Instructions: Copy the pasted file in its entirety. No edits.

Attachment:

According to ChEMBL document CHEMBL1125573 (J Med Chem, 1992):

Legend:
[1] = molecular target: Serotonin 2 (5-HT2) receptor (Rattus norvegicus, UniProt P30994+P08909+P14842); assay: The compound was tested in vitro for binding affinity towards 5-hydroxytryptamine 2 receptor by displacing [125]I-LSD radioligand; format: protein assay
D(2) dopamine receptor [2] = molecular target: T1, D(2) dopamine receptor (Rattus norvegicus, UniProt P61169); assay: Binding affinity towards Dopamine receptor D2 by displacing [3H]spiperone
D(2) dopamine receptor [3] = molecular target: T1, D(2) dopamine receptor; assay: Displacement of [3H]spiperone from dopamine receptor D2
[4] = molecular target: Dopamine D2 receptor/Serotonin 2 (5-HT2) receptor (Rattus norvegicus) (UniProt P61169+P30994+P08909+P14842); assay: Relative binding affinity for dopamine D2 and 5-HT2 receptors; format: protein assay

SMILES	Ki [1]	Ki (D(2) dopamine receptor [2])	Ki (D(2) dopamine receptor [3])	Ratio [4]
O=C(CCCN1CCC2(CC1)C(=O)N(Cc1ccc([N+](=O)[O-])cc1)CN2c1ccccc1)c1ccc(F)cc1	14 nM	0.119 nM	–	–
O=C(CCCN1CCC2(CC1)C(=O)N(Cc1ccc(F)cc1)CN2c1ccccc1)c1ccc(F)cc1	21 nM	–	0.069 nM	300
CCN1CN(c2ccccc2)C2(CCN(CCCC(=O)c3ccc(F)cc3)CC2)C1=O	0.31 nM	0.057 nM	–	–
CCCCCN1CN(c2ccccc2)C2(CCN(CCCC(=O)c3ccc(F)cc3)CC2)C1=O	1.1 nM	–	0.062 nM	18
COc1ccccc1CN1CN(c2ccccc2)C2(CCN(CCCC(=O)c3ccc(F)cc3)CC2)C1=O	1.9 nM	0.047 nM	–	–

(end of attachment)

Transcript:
According to ChEMBL document CHEMBL1125573 (J Med Chem, 1992):

Legend:
[1] = molecular target: Serotonin 2 (5-HT2) receptor (Rattus norvegicus, UniProt P30994+P08909+P14842); assay: The compound was tested in vitro for binding affinity towards 5-hydroxytryptamine 2 receptor by displacing [125]I-LSD radioligand; format: protein assay
D(2) dopamine receptor [2] = molecular target: T1, D(2) dopamine receptor (Rattus norvegicus, UniProt P61169); assay: Binding affinity towards Dopamine receptor D2 by displacing [3H]spiperone
D(2) dopamine receptor [3] = molecular target: T1, D(2) dopamine receptor; assay: Displacement of [3H]spiperone from dopamine receptor D2
[4] = molecular target: Dopamine D2 receptor/Serotonin 2 (5-HT2) receptor (Rattus norvegicus) (UniProt P61169+P30994+P08909+P14842); assay: Relative binding affinity for dopamine D2 and 5-HT2 receptors; format: protein assay

SMILES	Ki [1]	Ki (D(2) dopamine receptor [2])	Ki (D(2) dopamine receptor [3])	Ratio [4]
O=C(CCCN1CCC2(CC1)C(=O)N(Cc1ccc([N+](=O)[O-])cc1)CN2c1ccccc1)c1ccc(F)cc1	14 nM	0.119 nM	–	–
O=C(CCCN1CCC2(CC1)C(=O)N(Cc1ccc(F)cc1)CN2c1ccccc1)c1ccc(F)cc1	21 nM	–	0.069 nM	300
CCN1CN(c2ccccc2)C2(CCN(CCCC(=O)c3ccc(F)cc3)CC2)C1=O	0.31 nM	0.057 nM	–	–
CCCCCN1CN(c2ccccc2)C2(CCN(CCCC(=O)c3ccc(F)cc3)CC2)C1=O	1.1 nM	–	0.062 nM	18
COc1ccccc1CN1CN(c2ccccc2)C2(CCN(CCCC(=O)c3ccc(F)cc3)CC2)C1=O	1.9 nM	0.047 nM	–	–